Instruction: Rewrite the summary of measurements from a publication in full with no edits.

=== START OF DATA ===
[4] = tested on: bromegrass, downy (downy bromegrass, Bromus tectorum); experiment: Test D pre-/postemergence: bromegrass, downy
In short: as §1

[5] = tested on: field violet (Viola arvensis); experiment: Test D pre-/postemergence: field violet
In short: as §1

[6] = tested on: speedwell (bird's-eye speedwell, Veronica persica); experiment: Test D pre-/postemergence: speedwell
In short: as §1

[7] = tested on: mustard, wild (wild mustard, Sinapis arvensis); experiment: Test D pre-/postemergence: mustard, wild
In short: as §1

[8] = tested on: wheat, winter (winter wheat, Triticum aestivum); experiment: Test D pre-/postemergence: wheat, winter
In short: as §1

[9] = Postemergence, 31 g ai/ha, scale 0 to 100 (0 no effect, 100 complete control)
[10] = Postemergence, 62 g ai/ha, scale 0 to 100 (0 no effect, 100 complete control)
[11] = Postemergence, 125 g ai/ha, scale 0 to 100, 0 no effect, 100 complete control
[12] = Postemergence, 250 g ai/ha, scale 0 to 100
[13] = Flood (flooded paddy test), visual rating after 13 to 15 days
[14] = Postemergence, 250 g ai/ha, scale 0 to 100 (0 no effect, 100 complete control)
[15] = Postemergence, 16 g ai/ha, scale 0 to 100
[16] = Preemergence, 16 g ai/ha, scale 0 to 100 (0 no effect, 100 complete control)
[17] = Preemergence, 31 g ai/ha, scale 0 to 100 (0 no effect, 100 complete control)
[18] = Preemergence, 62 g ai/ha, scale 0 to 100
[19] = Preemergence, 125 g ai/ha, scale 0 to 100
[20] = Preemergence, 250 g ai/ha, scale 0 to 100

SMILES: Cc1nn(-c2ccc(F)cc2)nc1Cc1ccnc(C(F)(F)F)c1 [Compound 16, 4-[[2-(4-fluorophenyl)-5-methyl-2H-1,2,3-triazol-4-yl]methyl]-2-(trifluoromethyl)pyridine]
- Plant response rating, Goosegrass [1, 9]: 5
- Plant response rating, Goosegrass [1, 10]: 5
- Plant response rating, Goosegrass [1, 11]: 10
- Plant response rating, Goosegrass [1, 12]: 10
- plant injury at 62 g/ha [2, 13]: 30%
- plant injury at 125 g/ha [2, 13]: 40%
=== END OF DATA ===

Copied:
[4] = tested on: bromegrass, downy (downy bromegrass, Bromus tectorum); experiment: Test D pre-/postemergence: bromegrass, downy
In short: as §1

[5] = tested on: field violet (Viola arvensis); experiment: Test D pre-/postemergence: field violet
In short: as §1

[6] = tested on: speedwell (bird's-eye speedwell, Veronica persica); experiment: Test D pre-/postemergence: speedwell
In short: as §1

[7] = tested on: mustard, wild (wild mustard, Sinapis arvensis); experiment: Test D pre-/postemergence: mustard, wild
In short: as §1

[8] = tested on: wheat, winter (winter wheat, Triticum aestivum); experiment: Test D pre-/postemergence: wheat, winter
In short: as §1

[9] = Postemergence, 31 g ai/ha, scale 0 to 100 (0 no effect, 100 complete control)
[10] = Postemergence, 62 g ai/ha, scale 0 to 100 (0 no effect, 100 complete control)
[11] = Postemergence, 125 g ai/ha, scale 0 to 100, 0 no effect, 100 complete control
[12] = Postemergence, 250 g ai/ha, scale 0 to 100
[13] = Flood (flooded paddy test), visual rating after 13 to 15 days
[14] = Postemergence, 250 g ai/ha, scale 0 to 100 (0 no effect, 100 complete control)
[15] = Postemergence, 16 g ai/ha, scale 0 to 100
[16] = Preemergence, 16 g ai/ha, scale 0 to 100 (0 no effect, 100 complete control)
[17] = Preemergence, 31 g ai/ha, scale 0 to 100 (0 no effect, 100 complete control)
[18] = Preemergence, 62 g ai/ha, scale 0 to 100
[19] = Preemergence, 125 g ai/ha, scale 0 to 100
[20] = Preemergence, 250 g ai/ha, scale 0 to 100

SMILES: Cc1nn(-c2ccc(F)cc2)nc1Cc1ccnc(C(F)(F)F)c1 [Compound 16, 4-[[2-(4-fluorophenyl)-5-methyl-2H-1,2,3-triazol-4-yl]methyl]-2-(trifluoromethyl)pyridine]
- Plant response rating, Goosegrass [1, 9]: 5
- Plant response rating, Goosegrass [1, 10]: 5
- Plant response rating, Goosegrass [1, 11]: 10
- Plant response rating, Goosegrass [1, 12]: 10
- plant injury at 62 g/ha [2, 13]: 30%
- plant injury at 125 g/ha [2, 13]: 40%